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Copy And Paste And Bugs


We all do it.  I’m sure of it.  It’s too easy. I need code that looks almost like something else I wrote so I just copy and paste it over to the new code.  Done.

But at what cost?

Is it really that much like the other code?  Did you forget to change something?  What happens when you need every instance of this change to be changed?  Are you going to remember all the places where you made this change?

The one thing we all do to save time is the one thing that ends up costing us the most time in our development projects.

Let me illustrate.

Several weeks ago an old client called me up out of desperation.  We had parted ways because he considered me too expensive.  We agreed to have him hire someone with less experience who could handle the day-to-day programming and only use me when he got stuck.

Anyhow, this programmer was now “out sick” and there was a bug that had been introduced in the last release that absolutely needed to be fixed now.  Would I fix it?

I literally spent eight hours tracking this bug down.  It turns out the bug was the result of copy and paste.  He had made basically the same change to multiple places in his code.  The only difference was the ID of the control he was manipulating.  He forgot to change the ID at this location.  Eight hours for something so simple.

I’ve recently taken over a DotNetNuke project that some other programmer was working on.  It mostly works, which is a testament to  how far brute force will get you.  But in the last couple weeks, as I’ve gotten deeper into the code base, I’ve discovered a similar problem.  Instead of creating brand new ASCX controls for what he wanted to do, he copy and pasted existing controls over.  The problem is, he didn’t change the inherits clause and similar tags in the ASCX header.

Now, this is particularly problematic, because the code will “work” for quite a while this way.  But what happens when you want to make a change to one of the pages and not to another?  Now you have a bug.

The only reason I found this potential bug lurking in the code is because I’m in the middle of creating a multi-module PA for the DNN code and the process generated an error because multiple DLLs have the same class in them.  That bug took me several hours to figure out.

What’s the answer?  How about making a new method or function every time we need to copy and paste?  Or, at the very least, being more careful when we do.  Anytime you copy and paste your code you are not copying working code “so it must just work” but you are potentially adding new bugs into the system because the copied code has never worked in combination with its new location before.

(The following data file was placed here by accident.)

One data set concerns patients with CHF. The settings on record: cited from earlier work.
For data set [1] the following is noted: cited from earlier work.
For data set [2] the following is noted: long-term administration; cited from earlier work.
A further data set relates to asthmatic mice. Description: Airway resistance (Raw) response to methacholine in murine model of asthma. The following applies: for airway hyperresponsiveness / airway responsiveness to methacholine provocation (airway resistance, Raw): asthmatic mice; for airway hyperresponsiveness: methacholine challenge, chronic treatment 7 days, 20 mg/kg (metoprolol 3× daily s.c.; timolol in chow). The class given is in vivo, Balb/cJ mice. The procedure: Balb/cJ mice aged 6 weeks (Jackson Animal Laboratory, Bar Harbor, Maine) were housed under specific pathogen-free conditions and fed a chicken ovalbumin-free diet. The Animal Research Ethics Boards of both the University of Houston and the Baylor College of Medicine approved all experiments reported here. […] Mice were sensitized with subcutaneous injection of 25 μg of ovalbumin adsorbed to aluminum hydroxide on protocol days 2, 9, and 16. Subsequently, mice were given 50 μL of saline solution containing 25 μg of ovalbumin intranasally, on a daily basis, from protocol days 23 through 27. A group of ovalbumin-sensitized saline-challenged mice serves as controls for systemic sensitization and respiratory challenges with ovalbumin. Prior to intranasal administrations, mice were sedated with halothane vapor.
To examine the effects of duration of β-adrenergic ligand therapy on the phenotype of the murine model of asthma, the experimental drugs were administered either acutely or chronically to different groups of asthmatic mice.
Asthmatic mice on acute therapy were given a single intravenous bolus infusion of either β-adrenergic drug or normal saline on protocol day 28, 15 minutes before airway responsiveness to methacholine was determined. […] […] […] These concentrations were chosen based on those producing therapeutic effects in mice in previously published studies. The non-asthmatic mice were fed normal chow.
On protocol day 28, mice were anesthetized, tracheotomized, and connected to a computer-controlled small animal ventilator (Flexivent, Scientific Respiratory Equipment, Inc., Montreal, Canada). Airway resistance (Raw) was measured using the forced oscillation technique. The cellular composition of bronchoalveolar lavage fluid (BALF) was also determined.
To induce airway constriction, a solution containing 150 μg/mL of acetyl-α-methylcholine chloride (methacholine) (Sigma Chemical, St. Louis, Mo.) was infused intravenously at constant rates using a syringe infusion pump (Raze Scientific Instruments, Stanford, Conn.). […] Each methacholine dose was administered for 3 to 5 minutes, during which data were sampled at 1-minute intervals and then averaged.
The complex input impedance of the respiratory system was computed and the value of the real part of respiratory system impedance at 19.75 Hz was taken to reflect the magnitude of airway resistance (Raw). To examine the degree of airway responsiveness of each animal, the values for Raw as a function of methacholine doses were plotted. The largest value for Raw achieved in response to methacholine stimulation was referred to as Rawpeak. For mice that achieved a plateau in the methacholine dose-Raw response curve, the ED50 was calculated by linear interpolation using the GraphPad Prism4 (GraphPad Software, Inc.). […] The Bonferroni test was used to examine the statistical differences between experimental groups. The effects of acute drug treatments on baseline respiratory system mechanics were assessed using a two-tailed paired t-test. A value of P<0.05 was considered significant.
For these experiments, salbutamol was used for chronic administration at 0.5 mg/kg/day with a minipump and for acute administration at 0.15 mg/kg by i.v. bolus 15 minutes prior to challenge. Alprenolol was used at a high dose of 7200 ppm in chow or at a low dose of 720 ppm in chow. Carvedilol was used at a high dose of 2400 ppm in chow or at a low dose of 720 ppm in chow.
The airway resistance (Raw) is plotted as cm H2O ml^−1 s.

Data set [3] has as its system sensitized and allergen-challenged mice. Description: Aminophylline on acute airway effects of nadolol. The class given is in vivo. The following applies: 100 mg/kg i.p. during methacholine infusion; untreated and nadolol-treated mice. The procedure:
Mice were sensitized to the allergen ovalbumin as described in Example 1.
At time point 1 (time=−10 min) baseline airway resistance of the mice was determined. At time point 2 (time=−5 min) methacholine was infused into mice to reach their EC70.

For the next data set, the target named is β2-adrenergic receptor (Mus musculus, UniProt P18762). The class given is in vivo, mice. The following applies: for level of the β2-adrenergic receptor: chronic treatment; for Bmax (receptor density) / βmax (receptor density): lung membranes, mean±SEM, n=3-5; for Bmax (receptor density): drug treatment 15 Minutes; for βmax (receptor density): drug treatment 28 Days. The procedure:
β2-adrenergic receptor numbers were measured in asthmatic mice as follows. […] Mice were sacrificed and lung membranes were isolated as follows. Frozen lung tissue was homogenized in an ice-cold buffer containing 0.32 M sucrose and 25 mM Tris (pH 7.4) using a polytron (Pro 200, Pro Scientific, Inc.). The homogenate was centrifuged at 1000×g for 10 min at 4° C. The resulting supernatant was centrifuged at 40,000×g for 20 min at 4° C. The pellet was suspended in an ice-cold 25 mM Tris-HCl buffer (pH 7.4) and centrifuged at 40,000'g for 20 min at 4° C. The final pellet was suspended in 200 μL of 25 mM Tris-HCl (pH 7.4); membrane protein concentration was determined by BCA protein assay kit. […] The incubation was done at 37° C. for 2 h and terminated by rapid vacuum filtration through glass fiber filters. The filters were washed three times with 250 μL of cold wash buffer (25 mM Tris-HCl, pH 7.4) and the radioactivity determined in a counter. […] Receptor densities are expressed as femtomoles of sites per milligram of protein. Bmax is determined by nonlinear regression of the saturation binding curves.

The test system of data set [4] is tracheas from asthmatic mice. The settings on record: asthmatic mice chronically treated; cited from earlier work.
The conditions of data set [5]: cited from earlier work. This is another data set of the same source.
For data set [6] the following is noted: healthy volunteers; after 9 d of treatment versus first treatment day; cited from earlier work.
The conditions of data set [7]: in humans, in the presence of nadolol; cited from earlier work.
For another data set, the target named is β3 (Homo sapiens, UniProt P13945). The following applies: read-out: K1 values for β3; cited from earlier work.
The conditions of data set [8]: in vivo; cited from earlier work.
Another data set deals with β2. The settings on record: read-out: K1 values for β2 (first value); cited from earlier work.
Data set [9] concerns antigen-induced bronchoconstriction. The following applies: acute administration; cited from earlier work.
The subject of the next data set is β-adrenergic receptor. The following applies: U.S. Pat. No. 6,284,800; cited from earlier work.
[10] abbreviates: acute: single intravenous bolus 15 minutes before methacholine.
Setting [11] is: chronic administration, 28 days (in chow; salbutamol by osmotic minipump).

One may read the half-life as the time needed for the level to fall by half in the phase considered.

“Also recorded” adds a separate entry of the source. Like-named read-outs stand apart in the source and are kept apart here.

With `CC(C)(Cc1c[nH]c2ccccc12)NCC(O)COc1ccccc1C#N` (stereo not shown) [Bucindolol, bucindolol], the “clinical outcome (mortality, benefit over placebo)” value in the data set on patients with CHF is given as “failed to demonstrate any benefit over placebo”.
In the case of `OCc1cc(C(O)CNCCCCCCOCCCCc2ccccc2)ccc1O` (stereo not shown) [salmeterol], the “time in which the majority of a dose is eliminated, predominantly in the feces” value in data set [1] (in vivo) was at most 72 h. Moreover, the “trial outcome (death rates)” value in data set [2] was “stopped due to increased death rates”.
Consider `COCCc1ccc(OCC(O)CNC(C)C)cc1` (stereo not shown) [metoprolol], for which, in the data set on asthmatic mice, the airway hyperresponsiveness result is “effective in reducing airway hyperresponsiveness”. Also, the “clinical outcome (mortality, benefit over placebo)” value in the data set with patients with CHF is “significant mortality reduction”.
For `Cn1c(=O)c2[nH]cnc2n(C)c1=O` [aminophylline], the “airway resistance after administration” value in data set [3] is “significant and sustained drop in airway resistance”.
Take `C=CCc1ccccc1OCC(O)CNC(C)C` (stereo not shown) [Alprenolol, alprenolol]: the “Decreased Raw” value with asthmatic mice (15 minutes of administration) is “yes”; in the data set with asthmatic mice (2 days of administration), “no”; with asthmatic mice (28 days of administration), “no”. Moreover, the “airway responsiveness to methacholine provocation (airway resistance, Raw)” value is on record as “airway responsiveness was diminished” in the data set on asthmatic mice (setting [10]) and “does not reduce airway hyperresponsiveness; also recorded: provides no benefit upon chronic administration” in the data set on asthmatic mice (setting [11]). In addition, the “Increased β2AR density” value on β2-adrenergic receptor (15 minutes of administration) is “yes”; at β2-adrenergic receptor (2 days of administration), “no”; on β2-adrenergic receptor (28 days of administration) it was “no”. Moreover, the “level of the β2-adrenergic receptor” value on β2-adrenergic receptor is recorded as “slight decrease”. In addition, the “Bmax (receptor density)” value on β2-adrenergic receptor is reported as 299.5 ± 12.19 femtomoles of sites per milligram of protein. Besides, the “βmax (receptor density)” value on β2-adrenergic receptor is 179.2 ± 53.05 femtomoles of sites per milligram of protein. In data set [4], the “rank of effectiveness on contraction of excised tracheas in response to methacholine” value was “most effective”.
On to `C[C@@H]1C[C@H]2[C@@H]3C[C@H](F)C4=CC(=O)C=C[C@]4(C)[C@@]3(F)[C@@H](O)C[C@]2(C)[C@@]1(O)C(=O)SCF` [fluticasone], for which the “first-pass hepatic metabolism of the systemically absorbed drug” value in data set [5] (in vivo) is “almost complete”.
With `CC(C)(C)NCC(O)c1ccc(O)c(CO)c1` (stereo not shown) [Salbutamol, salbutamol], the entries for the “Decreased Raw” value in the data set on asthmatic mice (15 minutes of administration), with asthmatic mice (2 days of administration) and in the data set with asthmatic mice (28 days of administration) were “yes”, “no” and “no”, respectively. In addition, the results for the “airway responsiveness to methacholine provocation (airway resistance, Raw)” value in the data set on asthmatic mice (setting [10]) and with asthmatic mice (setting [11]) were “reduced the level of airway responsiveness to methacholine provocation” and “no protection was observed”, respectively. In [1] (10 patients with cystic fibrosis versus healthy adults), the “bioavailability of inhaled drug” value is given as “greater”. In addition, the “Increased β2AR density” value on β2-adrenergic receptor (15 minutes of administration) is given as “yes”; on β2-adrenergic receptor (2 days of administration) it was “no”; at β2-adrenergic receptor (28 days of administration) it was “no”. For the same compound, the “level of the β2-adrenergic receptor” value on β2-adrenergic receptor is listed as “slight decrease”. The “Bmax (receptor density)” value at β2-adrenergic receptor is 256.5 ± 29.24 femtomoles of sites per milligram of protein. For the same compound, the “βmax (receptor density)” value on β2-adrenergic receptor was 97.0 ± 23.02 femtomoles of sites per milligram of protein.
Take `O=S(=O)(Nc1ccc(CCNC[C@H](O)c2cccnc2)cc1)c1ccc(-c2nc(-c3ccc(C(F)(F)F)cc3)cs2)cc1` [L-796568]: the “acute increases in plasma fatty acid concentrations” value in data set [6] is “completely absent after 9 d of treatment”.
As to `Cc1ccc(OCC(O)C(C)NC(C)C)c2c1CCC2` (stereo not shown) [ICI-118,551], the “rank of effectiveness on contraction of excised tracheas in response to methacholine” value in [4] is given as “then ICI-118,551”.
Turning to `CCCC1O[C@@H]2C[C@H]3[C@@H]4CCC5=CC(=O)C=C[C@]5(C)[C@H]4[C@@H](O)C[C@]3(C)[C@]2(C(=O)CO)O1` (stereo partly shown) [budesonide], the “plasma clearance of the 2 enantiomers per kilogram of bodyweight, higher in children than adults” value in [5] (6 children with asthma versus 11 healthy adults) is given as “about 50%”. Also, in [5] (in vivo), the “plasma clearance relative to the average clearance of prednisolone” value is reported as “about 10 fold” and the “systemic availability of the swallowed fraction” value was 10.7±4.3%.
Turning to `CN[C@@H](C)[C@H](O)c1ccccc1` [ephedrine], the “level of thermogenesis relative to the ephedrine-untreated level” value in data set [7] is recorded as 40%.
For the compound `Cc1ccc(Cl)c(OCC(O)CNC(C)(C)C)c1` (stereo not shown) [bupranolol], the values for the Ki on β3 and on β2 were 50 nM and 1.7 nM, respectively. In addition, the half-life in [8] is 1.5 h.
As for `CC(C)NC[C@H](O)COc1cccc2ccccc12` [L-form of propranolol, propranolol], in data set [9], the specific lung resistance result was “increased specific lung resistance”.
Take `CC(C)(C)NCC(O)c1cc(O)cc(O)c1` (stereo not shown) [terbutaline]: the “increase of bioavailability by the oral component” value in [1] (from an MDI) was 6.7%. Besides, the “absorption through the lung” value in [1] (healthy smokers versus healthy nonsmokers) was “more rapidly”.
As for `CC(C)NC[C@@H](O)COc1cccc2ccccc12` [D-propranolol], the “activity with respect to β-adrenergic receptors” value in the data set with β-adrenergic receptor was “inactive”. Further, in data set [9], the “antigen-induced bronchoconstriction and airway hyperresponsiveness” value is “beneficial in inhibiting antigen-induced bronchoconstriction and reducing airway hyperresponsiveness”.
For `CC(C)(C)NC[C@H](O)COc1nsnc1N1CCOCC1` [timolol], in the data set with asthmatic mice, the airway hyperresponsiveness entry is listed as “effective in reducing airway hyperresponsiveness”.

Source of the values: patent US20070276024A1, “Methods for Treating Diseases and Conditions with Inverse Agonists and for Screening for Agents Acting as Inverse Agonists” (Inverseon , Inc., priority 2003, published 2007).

If you need a layout to look like another layout, maybe a child ASCX control is the answer with properties hanging off of it so that you can set parameters for it to use.

I’ll admit, sometimes you just can’t avoid copy and paste.  In the code I mentioned first, it was only three lines of code and the problem was in something we would have had to change a parameter on anyhow.  That is, even if it was turned into a function, this bug would probably still have been there.

But I bet by determining to make every copy and paste action a method or function as our first choice, we could eliminate a good 50% of the bugs we deal with every day.

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About Dave Bush

Dave Bush is a Full Stack ASP.NET developer. His commitment to quality through test driven development, vast knowledge of C#, HTML, CSS and JavaScript as well as his ability to mentor younger programmers and his passion for Agile/Scrum as defined by the Agile Manifesto and the Scrum Alliance will certainly be an asset to your organization.

  • http://karlagius.com Karl Agius

    I feel your pain, as I’m sure most coders out here do.

    As much as I hate copy/pasting though, I do feel that Fowler’s rule of three (the first time you write, the second time you duplicate, the third time you refactor) makes a lot more sense than always creating a method, class, or component to avoid duplication. That way lies a massively bloated code base.

    On another note, do you use any code duplication analysis tools, and if so, which?

    Thanks for the post :)

  • Dave

    Unfortunately, step three never happens for most of us. While simply spending a bit more time AS YOU WRITE would solve the main problem in the first place.

    Not using duplication analysis tool right now. But that’s more a factor of either having NO control over the code base I’m working with/on.

    I’m a trouble shooter. Rarely is finding duplicate code the solution to the problem, even though duplicating code IS often the cause. That is, I get called in to find the problem and fix it, not to clean up the entire code base.. although that may be a recommendation that I make along the way.

  • http://karlagius.com Karl Agius

    I get what you mean about troubleshooting and cleaning up. I’m just a bit wary of advocating the ‘avoid duplication at all costs’ approach because it can lead to a mess just as much as inconsiderate duplication – say, methods with names that have nothing to do with the context they’re being used in, weird hacks to existing methods that break more stuff, and so on. Something’s always got to give; if someone doesn’t take enough pride in their work to do things properly, forcing one side will break the other.

    I take it that your post is more aimed towards sloppy coding in general, lack of testing, not enough expression of intent in code, and all those things which make a maintainer/troubleshooter’s life so interesting; I definitely have to agree with you completely there.

    • Dave

      Right, that’s why I end with “Sometimes copy and paste can’t be avoided…”

      It’s a call to be intentional about NOT creating the method or function rather than not creating it by default.